Sharing your heartbreak as you go through divorce does not mean dumping your emotions on your child for them to take on. This is not sharing responsibly. Ask yourself, “is there something I am expecting or wanting from them if I share this?” If the answer is yes, don’t share. Responsible sharing is also not throwing the other parent under the bus or “venting.”
Responsible sharing does not mean sharing everything. One parent I know got the question, “did he cheat on you?” As the adult, you have every right to NOT answer your child’s questions. You could say, “that is not a question as the adult I am willing to answer. I can share with you that I am angry and hurt and I am not willing to share the details about why. That is between me and your dad.” They will probably assume that the answer is yes, that means they did cheat on you, but the important part is that they are seeing you be respectful of the other parent and that you have boundaries about what you are willing to share – two important lessons.
Think of responsible sharing like a weather report where you are simply letting your children know where you are at. It could look like this:
“My heart is sad. You don’t need to do anything to change my being sad. It’s okay – that’s what hearts are made to do. It’s natural and normal for hearts to be sad.”
Grace to me is putting your emotions in a larger context. It could look like this:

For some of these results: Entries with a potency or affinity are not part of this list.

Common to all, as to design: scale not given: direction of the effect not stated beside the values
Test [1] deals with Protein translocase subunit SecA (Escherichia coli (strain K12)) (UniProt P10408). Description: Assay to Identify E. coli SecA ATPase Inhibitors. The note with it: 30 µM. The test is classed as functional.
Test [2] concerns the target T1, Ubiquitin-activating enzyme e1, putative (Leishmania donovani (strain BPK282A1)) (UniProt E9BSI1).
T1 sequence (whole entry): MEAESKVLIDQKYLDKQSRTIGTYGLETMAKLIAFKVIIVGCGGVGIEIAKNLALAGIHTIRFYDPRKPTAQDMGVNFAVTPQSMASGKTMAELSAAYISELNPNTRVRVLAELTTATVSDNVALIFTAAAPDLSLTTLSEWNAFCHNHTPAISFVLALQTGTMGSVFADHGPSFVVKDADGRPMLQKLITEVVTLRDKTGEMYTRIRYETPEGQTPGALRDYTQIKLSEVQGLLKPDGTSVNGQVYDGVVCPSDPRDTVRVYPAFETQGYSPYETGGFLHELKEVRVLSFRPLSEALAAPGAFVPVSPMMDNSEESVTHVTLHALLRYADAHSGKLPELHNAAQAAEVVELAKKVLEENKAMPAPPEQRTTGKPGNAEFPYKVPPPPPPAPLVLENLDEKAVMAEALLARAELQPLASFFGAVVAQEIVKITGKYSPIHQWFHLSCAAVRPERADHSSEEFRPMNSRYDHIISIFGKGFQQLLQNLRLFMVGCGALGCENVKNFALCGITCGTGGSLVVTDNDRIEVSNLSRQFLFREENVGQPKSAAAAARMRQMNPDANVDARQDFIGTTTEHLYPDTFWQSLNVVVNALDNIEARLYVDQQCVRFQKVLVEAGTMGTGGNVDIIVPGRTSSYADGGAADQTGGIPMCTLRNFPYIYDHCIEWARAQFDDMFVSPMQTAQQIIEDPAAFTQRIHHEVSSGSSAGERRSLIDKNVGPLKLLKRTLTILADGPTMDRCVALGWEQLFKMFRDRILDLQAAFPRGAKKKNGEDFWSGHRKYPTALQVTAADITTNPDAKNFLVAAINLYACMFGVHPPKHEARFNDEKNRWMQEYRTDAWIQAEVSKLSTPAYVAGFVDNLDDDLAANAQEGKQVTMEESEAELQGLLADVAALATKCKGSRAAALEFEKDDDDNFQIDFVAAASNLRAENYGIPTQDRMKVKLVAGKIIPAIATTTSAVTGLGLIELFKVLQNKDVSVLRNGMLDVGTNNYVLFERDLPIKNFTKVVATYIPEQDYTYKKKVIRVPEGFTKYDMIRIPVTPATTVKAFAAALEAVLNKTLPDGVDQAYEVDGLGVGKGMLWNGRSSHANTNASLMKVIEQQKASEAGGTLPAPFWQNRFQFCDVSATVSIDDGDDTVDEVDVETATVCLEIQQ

“I’m okay with being sad because I wouldn’t be sad if I hadn’t let my heart love your mom. And I wouldn’t change loving your mom, I’m glad I loved her. I will get through the sadness and I am going to keep letting my heart love people. I would rather love and be sad than not to love at all.”
You may begin to well up with emotion while you are sharing heartbreak with your child. If so, check in with them. It could look like this:
“What is that like for you to see me being sad? What is it like for you to see me crying?”
Let them answer. When they respond, don’t do anything with the answer, just let it be okay. For example, if they say, “it scares me” or “it makes me feel sad,” don’t try to fix this! This is a big opportunity. This is where kids develop the capacity to not be afraid of other’s emotions or their own. Simply repeat back to them what they have said. You could say, “Okay, I see, what it is like for you when I cry or am sad is that it scares you and makes you feel sad. That makes sense to me, sometimes I feel the same way when someone is emotional.”
If you really feel you do not want to express strong emotions in front of your kid, be authentic about that as well. Let them know that you are experiencing sadness or anger or whatever it may be and that you are going to go to your room or your car, express them, and then come back and share what you feel is okay to share.
In the end, don’t worry if you get this perfect. Sharing heartbreak with our kids is awkward and uncomfortable if it was never modeled for us in a healthy way. Give yourself some space and know that any effort you put towards positively building your child’s relationship to their own heart will not be in vain. Know that you are also making an invaluable contribution to the big picture – to the possibility of a culture of people who take risks and trust their hearts versus being pulled by the current of fear and self-protection.